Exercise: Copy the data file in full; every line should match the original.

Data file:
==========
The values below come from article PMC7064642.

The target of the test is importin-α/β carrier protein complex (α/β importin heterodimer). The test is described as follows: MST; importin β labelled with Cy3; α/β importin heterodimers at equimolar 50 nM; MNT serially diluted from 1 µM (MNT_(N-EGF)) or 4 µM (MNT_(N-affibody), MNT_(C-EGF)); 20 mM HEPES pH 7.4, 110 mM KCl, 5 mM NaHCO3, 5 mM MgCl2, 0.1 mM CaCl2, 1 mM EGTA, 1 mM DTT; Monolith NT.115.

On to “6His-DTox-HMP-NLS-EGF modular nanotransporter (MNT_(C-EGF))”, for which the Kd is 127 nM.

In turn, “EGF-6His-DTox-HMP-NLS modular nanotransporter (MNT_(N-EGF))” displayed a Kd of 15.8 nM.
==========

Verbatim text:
The values below come from article PMC7064642.

The target of the test is importin-α/β carrier protein complex (α/β importin heterodimer). The test is described as follows: MST; importin β labelled with Cy3; α/β importin heterodimers at equimolar 50 nM; MNT serially diluted from 1 µM (MNT_(N-EGF)) or 4 µM (MNT_(N-affibody), MNT_(C-EGF)); 20 mM HEPES pH 7.4, 110 mM KCl, 5 mM NaHCO3, 5 mM MgCl2, 0.1 mM CaCl2, 1 mM EGTA, 1 mM DTT; Monolith NT.115.

On to “6His-DTox-HMP-NLS-EGF modular nanotransporter (MNT_(C-EGF))”, for which the Kd is 127 nM.

In turn, “EGF-6His-DTox-HMP-NLS modular nanotransporter (MNT_(N-EGF))” displayed a Kd of 15.8 nM.